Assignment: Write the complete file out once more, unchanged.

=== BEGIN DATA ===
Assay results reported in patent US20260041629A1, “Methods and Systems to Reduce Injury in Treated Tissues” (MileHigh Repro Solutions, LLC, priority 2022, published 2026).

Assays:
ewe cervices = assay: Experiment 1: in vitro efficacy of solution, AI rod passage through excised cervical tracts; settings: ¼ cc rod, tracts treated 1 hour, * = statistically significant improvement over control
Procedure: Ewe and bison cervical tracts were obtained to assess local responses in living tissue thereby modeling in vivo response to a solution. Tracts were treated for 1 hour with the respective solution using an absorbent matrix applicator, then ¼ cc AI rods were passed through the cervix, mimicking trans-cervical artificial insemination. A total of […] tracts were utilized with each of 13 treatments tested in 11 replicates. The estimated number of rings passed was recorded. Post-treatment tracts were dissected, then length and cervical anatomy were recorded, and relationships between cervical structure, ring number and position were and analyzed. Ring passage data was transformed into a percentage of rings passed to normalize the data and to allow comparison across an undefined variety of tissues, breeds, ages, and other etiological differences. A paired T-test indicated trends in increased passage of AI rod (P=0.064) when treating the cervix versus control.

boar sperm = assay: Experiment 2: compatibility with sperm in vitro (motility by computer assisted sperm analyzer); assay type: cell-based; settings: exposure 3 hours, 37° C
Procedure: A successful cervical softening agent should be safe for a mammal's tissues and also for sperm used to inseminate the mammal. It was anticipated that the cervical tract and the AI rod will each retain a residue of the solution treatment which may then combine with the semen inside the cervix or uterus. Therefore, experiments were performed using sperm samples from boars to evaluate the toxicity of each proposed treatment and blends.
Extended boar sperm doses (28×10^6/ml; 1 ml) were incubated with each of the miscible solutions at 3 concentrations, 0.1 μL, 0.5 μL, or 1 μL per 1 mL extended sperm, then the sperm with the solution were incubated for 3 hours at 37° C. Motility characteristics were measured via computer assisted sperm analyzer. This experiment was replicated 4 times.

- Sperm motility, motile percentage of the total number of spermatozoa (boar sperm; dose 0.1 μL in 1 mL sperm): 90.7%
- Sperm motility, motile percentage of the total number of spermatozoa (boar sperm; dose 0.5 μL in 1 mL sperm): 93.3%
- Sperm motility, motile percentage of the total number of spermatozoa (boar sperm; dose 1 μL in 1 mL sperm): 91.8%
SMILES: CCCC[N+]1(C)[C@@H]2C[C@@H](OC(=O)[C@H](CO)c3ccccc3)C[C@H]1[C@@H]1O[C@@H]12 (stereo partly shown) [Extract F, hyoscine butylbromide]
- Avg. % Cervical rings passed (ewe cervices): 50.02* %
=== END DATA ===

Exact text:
Assay results reported in patent US20260041629A1, “Methods and Systems to Reduce Injury in Treated Tissues” (MileHigh Repro Solutions, LLC, priority 2022, published 2026).

Assays:
ewe cervices = assay: Experiment 1: in vitro efficacy of solution, AI rod passage through excised cervical tracts; settings: ¼ cc rod, tracts treated 1 hour, * = statistically significant improvement over control
Procedure: Ewe and bison cervical tracts were obtained to assess local responses in living tissue thereby modeling in vivo response to a solution. Tracts were treated for 1 hour with the respective solution using an absorbent matrix applicator, then ¼ cc AI rods were passed through the cervix, mimicking trans-cervical artificial insemination. A total of […] tracts were utilized with each of 13 treatments tested in 11 replicates. The estimated number of rings passed was recorded. Post-treatment tracts were dissected, then length and cervical anatomy were recorded, and relationships between cervical structure, ring number and position were and analyzed. Ring passage data was transformed into a percentage of rings passed to normalize the data and to allow comparison across an undefined variety of tissues, breeds, ages, and other etiological differences. A paired T-test indicated trends in increased passage of AI rod (P=0.064) when treating the cervix versus control.

boar sperm = assay: Experiment 2: compatibility with sperm in vitro (motility by computer assisted sperm analyzer); assay type: cell-based; settings: exposure 3 hours, 37° C
Procedure: A successful cervical softening agent should be safe for a mammal's tissues and also for sperm used to inseminate the mammal. It was anticipated that the cervical tract and the AI rod will each retain a residue of the solution treatment which may then combine with the semen inside the cervix or uterus. Therefore, experiments were performed using sperm samples from boars to evaluate the toxicity of each proposed treatment and blends.
Extended boar sperm doses (28×10^6/ml; 1 ml) were incubated with each of the miscible solutions at 3 concentrations, 0.1 μL, 0.5 μL, or 1 μL per 1 mL extended sperm, then the sperm with the solution were incubated for 3 hours at 37° C. Motility characteristics were measured via computer assisted sperm analyzer. This experiment was replicated 4 times.

- Sperm motility, motile percentage of the total number of spermatozoa (boar sperm; dose 0.1 μL in 1 mL sperm): 90.7%
- Sperm motility, motile percentage of the total number of spermatozoa (boar sperm; dose 0.5 μL in 1 mL sperm): 93.3%
- Sperm motility, motile percentage of the total number of spermatozoa (boar sperm; dose 1 μL in 1 mL sperm): 91.8%
SMILES: CCCC[N+]1(C)[C@@H]2C[C@@H](OC(=O)[C@H](CO)c3ccccc3)C[C@H]1[C@@H]1O[C@@H]12 (stereo partly shown) [Extract F, hyoscine butylbromide]
- Avg. % Cervical rings passed (ewe cervices): 50.02* %